Centre for Continuing Education

Philosophy Course: Art and Civilisation

Philosophy. Study the fundamental nature of knowledge, reality and existence.

In this course, we will consider what constitutes a ‘civilisation’ and the kinds of art produced by civilisations. We will also look at topics including urban development and social stratification, and ask whether art produced by civilisations has shared features.

In our discussions on art we will look at: theories of beauty, grandeur and obedience, Utopias and Arcadias, the Hero in art and the artist as hero. Lastly, we will look at contemporary civilisation and the kinds of art which it has produced.

Aims

This course aims to provide an overview of the origins and complexities of the many theories of ‘Civilisation’. We will also make the connection between the history of art and the development of civilisations, from the ancient world to now.

Outcomes

By the end of this course, you should be able to:

  • identify the main features which constitute a civilisation
  • discuss ideas about:
    • the nature of beauty
    • the Hero in art
    • Utopias and Arcadias
  • identify various aesthetic theories and their historical development
  • discuss the implications of the connection between art and society for our own time
  • identify the contribution made by art to the stability and instability of past civilisations
  • demonstrate the role of art in the internal workings of a broad range of past and present societies
  • discuss philosophical aesthetics and how theories of art have developed historically.

Content

What is civilisation?

We will discuss:

  • complexity
  • urban development
  • social stratification imposed by a cultural elite
  • symbolic system of communication
  • the perceived separation and domination over the natural environment.

The rise of civilisations

Why do civilisations develop and why do they last? There is much new writing on this intriguing question, and we will consider a range of theorists.

Civilisation and art

We will look at the art developed by different civilisations and whether this art has shared features.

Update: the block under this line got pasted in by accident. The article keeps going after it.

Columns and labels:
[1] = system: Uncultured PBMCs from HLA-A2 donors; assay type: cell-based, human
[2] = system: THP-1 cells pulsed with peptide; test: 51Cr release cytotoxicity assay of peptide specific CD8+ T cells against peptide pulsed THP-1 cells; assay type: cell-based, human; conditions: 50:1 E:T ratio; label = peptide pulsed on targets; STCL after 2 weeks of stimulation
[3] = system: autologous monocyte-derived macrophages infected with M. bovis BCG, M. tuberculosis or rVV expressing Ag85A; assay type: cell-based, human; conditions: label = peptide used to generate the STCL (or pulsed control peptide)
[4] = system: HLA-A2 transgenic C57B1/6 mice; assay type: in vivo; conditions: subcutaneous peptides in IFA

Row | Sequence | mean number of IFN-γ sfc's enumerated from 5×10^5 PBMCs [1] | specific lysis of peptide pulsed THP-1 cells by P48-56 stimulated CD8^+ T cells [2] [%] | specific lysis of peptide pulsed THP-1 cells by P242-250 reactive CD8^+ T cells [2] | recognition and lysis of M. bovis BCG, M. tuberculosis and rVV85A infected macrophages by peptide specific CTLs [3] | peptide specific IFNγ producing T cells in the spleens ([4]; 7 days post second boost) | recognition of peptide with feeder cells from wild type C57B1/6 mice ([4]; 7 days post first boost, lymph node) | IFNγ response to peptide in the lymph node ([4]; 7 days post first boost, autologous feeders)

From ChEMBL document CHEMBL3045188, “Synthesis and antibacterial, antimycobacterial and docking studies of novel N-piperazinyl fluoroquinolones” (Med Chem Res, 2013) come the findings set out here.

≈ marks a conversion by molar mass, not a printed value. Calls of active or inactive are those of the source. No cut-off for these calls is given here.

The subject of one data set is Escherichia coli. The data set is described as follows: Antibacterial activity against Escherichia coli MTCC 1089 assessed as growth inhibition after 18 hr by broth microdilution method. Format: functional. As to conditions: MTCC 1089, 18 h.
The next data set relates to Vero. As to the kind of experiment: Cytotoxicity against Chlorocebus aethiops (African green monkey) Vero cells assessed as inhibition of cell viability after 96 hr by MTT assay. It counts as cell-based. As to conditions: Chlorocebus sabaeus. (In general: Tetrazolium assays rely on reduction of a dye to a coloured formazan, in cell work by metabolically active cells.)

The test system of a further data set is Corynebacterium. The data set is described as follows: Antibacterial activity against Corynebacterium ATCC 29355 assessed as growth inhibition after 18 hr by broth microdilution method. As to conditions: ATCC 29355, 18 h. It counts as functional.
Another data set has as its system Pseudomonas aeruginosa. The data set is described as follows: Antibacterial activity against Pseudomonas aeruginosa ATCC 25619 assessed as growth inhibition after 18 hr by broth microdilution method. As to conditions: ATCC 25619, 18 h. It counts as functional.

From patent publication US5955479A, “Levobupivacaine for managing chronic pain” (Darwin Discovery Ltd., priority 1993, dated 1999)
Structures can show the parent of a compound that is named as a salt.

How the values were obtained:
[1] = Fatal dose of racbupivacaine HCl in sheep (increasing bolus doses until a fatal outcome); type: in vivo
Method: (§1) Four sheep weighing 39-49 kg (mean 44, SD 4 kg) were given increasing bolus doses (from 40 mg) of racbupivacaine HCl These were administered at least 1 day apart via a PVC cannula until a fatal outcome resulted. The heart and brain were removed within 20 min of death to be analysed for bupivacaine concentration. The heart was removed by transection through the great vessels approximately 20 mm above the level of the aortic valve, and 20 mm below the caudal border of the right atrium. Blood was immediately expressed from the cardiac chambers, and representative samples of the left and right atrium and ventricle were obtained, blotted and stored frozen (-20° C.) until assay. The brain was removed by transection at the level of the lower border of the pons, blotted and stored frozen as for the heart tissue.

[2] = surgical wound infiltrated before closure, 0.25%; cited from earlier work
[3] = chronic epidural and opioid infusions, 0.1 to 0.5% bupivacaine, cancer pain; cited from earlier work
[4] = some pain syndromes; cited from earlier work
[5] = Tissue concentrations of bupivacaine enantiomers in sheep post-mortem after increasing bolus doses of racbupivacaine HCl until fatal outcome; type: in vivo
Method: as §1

Who paints the fall of civilisations?

What kind of art is produced when a civilisation starts to crumble? Who produces this art?

Changing theories of art

There have been many different theories of art through history. We will run through an overview of the predominant aesthetic and philosophical theories from the ancients to now.

Beauty and civilisation

Is ‘beauty’ a concept which belongs to all art theories throughout history? What is meant when an artwork is described as beautiful, and who has the authority to give the power of truth to that description?

Grandeur and obedience

Art of course has always had a political function; some believe it is the primary function of past art. We will critique this idea and see how it is played out in different civilisations.

Utopias and arcadias

The visionary role of art has a long history; it has produced many imaginary future societies and played a significant part in utopian political thinking. We will look at the difference between utopianism and arcadianism and how it manifests in art.

The hero in art and the artist as hero

It is telling what a society chooses to celebrate. We will look at the periods in history where the artist has been chosen as the hero and look at what this says about that society.

The contemporary world

Some contemporary philosophers have proposed that the idea of ‘civilisation’ is at its end and that globalisation has killed many of the features of past civilisations. We will examine this idea and see if there is a connection to contemporary forms of art.

Intended audience

Anyone with a general interest in philosophy and the topic of art and civilisation.

Delivery style

Lecture/seminar

Materials

Handouts are provided in class.

Features

  • Expert trainers
  • Central locations
  • Small class sizes
  • Free, expert advice
  • Course materials – yours to keep
  • CCE Statement of Completion

Philosophy Course: Art and Civilisation

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